Monday, February 27, 2006

The impossibility of Islamist Iraqi freedom

On the Iraqi sectarian violence

In the words of James H. Joyner:

We owe it to the Iraqi people to do everything we can to help avert a civil war and give their fledgling democracy a chance. Saving them from themselves, however, is both beyond our power and responsibility. If they decide civil war is the only way to settle their longstanding disputes, we must stand aside and let them fight it and then try to salvage a relationship with the eventual victors. While that would be a bitter pill, indeed, after coming so close to achieving the incredibly ambitious vision of the neo-cons, it would nonetheless be preferable to the other alternatives.

Some of my personal thoughts on the attendant nature of freedom and the human person:

  • It is impossible to give freedom to someone whose heart isn’t free.

  • It is impossible to give democracy to a people who will not deserve it.

  • Freedom is a gift of God related to agreement with the nature of God, and responsibility to live Imago Dei.

The problem with Iraqi democracy is a problem with Islamism. Look at the northern, Kurdish controlled aspects of Iraq that have embraced freedom full bore, with all its responsibilities. Now, look at the Islamist sections of Iraq. The distinctions are riveting.

But they only reflect the nature of Islamism itself. How many Islamist democracies are there in the world? How many Islamist countries where external, human freedom is protected and inner, spiritual freedom promoted? Therein is the point reflected.

As one Islamist person put it, in the recent protests, holding a hand drawn sign that said, “Freedom, go to hell.”

That is why we cannot save Islamist Iraqis from themselves. Until they are willing to live in the responsibility of Imago Dei, and respect the image of God in all humans, not just those who reflect Islamist mores, they will not have freedom.

And we can’t give it to them, much as we would like.

God save them from themselves, to Himself.

The larger lesson echoes for all humans, in all the little civil wars that beat in our own chests…



Anonymous said...

Well and sadly put. The civilization we enjoy, fragile and imperfect as it is, is the result of centuries of cultural, religious, intellectual, geographic, etc influences. It's much like a gnarled but beautiful old oak tree, you simply cannot grow it overnight.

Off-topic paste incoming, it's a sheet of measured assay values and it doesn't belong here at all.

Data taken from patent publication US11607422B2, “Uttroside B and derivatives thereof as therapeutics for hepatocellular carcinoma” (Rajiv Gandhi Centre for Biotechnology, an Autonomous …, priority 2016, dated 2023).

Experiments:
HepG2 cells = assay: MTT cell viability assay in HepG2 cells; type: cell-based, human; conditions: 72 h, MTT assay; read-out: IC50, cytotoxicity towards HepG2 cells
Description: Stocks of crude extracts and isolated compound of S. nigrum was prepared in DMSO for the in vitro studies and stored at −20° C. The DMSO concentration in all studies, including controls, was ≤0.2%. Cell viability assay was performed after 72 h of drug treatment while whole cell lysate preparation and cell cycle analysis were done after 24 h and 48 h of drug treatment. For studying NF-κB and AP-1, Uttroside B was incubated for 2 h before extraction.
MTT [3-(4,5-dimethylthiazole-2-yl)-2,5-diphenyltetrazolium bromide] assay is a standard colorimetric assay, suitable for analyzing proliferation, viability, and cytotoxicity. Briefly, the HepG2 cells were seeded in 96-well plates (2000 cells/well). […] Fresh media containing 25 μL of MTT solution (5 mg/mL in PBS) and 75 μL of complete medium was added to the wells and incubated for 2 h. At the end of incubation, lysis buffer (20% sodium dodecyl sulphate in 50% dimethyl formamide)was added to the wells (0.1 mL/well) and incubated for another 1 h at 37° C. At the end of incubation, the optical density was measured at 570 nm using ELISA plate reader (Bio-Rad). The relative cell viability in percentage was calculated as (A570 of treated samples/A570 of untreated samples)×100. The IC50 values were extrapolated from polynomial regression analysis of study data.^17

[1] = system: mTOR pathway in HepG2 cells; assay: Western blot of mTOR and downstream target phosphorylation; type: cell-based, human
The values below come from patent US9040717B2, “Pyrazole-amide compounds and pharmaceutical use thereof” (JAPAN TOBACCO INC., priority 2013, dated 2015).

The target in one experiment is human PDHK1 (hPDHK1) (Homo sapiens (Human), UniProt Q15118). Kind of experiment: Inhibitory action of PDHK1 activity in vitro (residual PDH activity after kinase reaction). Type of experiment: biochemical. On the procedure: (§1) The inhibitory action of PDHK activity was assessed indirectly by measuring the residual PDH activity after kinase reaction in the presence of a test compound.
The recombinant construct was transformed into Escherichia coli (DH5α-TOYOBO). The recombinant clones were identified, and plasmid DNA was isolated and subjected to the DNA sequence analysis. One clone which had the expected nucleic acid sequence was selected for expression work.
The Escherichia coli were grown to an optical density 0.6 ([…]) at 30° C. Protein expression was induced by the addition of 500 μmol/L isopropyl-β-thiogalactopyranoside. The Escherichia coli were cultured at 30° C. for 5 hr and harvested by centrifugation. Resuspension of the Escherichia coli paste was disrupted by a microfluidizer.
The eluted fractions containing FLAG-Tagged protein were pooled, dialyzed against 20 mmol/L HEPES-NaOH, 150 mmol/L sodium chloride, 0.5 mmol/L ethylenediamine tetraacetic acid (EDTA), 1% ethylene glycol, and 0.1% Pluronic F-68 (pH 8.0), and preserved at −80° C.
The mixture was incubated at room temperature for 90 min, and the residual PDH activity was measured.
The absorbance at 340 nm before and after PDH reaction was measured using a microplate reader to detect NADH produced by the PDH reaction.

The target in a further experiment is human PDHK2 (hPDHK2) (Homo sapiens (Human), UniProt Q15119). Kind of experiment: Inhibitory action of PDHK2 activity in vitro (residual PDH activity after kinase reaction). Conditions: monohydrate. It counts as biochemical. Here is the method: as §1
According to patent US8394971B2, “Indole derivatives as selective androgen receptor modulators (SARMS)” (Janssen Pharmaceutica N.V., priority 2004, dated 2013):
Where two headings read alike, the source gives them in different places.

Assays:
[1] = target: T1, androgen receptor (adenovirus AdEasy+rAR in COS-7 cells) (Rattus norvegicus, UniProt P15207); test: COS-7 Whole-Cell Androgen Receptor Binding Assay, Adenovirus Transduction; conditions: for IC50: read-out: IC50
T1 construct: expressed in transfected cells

Loy Mershimer said...

There are a lot of lessons wrapped in this issue.

First, the reality of spiritual development. Nature illustrates this in the birth of the butterfly: there are stages in development that must be fought for in order to be entered. To do less is to be deformed. In human terms, we see this in life and love all the time: what comes easily is soon disdained, mistreated and thrown away.

Secondly, the reality that Scripture teaches, that "out of the heart flow the issues of life." In order for life to be right, the heart must be right. And this by grace. When God wants to change a nation, He changes a heart. And when a nation comes to accept this inner reality, even through great trial and error, freedom results.

Thirdly, then it follows that spiritual life [or inner freedom] precedes outer freedom. Freedom then, is primarily not so much physical power to do what we want, but the spiritual power to do what it right.

Fourthly, the historical, theological and philosophical truth that freedom must be maintained. Or, as God spoke to Israel, time and again: Remember and then act upon this remembrance. "Humble yourselves and pray," He says, "and I will heal your land."

All these things we have processed through, in great trial and error, as a nation. The theory of freedom has been there from the beginning -- religious and cultural freedom, in theory.

But even then it had to be fought for in Revolution against Imperial powers. Great, long sacrifice...untold sacrifice and hardship. But even that wasn't enough, for one class of people were only considered 3/5 human!

Thus our nation discovered that one cannot enslave others without enslaving oneself. And again, in countless sacrifice, Civil War blood poured out on the altar of slavery to the tune of 700,000 lives.

So slowly, through toil, error, blood and sacrifice, a costly success has dawned, and a light to the nations. Take that light away and behold! what manner of darkness in this century!

Yet, even now, we still learn in trial and error. Even now we fight against ourselves trying to serve ourselves instead of greater Good -- God's intent for the nations.

There's been far too much sacrifice to let our nation slide into the abyss. And yet, far too many lessons, too much history, to think that others can get by with less...were they to be as free.

Many lessons!

Worth pondering...